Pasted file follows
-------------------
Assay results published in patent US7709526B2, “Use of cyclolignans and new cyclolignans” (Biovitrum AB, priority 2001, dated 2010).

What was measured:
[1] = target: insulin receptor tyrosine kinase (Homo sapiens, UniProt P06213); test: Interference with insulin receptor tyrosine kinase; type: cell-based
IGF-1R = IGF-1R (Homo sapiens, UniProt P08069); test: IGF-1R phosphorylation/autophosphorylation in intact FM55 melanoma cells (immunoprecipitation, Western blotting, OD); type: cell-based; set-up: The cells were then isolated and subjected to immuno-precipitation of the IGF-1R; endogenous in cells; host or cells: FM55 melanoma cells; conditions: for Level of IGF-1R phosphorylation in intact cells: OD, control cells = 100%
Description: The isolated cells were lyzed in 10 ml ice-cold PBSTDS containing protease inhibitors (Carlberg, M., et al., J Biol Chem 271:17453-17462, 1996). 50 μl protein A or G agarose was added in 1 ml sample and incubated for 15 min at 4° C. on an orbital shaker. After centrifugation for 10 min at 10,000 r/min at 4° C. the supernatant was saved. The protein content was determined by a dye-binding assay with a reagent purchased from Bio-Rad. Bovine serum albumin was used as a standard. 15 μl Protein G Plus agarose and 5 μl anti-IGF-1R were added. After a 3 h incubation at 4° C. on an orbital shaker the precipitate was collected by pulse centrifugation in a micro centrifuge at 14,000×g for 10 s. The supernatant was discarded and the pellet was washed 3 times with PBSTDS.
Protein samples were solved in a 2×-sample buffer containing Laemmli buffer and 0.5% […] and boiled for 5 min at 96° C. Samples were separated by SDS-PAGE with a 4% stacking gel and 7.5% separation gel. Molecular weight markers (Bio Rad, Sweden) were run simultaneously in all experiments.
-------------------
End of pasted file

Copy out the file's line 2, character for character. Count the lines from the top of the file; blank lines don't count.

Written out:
What was measured: